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Tuesday, September 13, 2005

Orhan Pamuk

I don't know whether or not any of you read about this, but Orhan Pamuk, a Turkish novelist we discussed a bit some months ago, is facing trial in Turkey. The below material is taken from International PEN.

last updated
2 September 2005: Turkey: Author Orhan Pamuk to Face trial

Update to RAN 11/05

International PEN greets with shock the news that the world-famous Turkish writer, Orhan Pamuk, will be brought before an Istanbul court on 16 December and that he faces up to three years in prison for a comment published in a Swiss newspaper earlier this year.

The charges stem from an interview given by Orhan Pamuk to the Swiss newspaper Tages Anzeiger on 6 February 2005 in which he is quoted as saying that “thirty thousand Kurds and a million Armenians were killed in these lands and nobody but me dares to talk about it”. Pamuk was referring to the killings by Ottoman Empire forces of thousands of Armenians in 1915-1917.Turkey does not contest the deaths, but denies that it could be called a “genocide”. His reference to “30,000” Kurdish deaths refers to those killed since 1984 in the conflict between Turkish forces and Kurdish separatists. Debate on these issues have been stifled by stringent laws, some leading to lengthy lawsuits, fines and in some cases prison terms.

Article 301/1 of the Turkish Penal Code under which Orhan Pamuk will be tried is a case in point. PEN sees it extraordinary that a state that has ratified both the United Nations International Covenant on Civil and Political Rights, and the European Convention on Human Rights, both of which see freedom of expression as central, should have a Penal Code that includes a clause that is so clearly contrary to these very same principles. To quote
Article 301/1: A person who explicitly insults being a Turk, the Republic or Turkish Grand National Assembly, shall be imposed to a penalty of imprisonment for a term of six months to three years. To compound matters, Article 301/3 states Where insulting being a Turk is committed by a Turkish citizen in a foreign country, the penalty to be imposed shall be increased by one third. So, if Pamuk is found guilty, he faces an additional penalty for having made the statement abroad.

Joanne Leedom Ackerman, International Secretary of International PEN states that “International PEN is deeply concerned by the efforts of the public prosecutor to punish and therefore curb the free expression of Orhan Pamuk, not only in Turkey, but abroad”. She adds that “It is a disturbing development when an official of the government brings criminal charges against a writer for a statement made in another country, a country where freedom of expression is allowed and protected by law”.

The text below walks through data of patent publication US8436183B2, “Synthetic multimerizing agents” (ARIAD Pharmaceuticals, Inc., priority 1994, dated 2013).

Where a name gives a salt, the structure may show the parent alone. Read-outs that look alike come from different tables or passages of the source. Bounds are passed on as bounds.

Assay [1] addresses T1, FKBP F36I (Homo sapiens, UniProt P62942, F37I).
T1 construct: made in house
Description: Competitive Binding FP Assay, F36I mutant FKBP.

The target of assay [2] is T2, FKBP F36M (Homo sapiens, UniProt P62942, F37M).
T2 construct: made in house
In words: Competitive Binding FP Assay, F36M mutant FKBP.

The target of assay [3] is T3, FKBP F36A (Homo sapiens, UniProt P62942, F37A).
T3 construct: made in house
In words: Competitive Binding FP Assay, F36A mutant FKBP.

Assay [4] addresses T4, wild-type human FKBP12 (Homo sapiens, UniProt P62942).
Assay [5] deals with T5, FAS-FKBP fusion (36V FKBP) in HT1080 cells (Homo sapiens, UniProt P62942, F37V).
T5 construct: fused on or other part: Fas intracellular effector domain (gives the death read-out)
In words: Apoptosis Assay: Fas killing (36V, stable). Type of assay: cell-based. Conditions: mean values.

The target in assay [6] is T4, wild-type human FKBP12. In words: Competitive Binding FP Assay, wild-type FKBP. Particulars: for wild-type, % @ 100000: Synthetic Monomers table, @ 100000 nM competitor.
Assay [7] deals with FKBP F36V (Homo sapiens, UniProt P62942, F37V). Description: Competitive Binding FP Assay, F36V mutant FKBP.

The trial against Orhan Pamuk is likely to follow the pattern of those against other writers, journalists and publishers similarly prosecuted. Karin Clark, Chair of PEN’s Writers in Prison Committee points out that “PEN has for years been campaigning for an end to Turkish courts trying and imprisoning writers, journalists and publishers under laws that clearly breach international standards to the Turkish government itself has pledged commitment.” Although the numbers of convictions and prison sentences under laws that penalise free speech has declined in the past decade, PEN currently has on its records over 50 writers, journalists and publishers before the courts. This is despite a series of amendments to the Penal Code in recent years which were aimed at meeting demands for human rights improvements as a condition for opening talks into Turkey’s application for membership of the European Union. The most recent changes were enacted in June this year. Journalists in Turkey have staged protests against the fact that there remain considerable problems in the revised Penal Code. In April International PEN joined its the International Publisher’s Association in a statement to the United Nations Commission on Human Rights which described the newly revised Penal Code as “deeply flawed”.

Orhan Pamuk is one of Turkey’s most well known authors, whose works have been published world wide in over 20 languages. In 2003 he won the International IMPAC award for My Name is Red. His 2004 novel Snow has met with similar acclaim. His most recent book, Istanbul, is a personal history of his native city.

In early 2005, news of the interview for which Pamuk will stand trial led to protests and reports that copies of his books were burned. He also suffered death threats from extremists. PEN members world-wide then called on the Turkish government to condemn these attacks.

Recommended Actions:
Please send appeals:

- Expressing concern that Orhan Pamuk is to tried for a statement made in an interview for an overseas publication;
- Pointing out that this is in direct contravention of the United Nations Covenant on Civil and Political Rights, and the European Convention on Human Rights, to which the Turkish government is a signatory;
- Therefore protesting the decision to bring Orhan Pamuk to trial.

Prime Minister Racep Tayyip Erdogan
TC Easbaskanlik
Fax: +90 312 417 0476

Cemil Cicek
Minister of Justice
TC Adalet Bakanligi
Fax: + 90 312 417 3954

Similar appeals should be sent to the Turkish Embassy in your own country.


Blogger Jonas said...

I'm in the mood to write a few letters. Thanks for bringing this case to our attention. Sigh.

8:54 AM  
Blogger T said...

My boyfriend and I actually talk about him quite a bit. It's pretty amazing -- if Turkey is serious about wanting to join the EU, why in god's name would they continue to persecute their likely potential candidate for a Nobel prize in literature?

7:43 AM  

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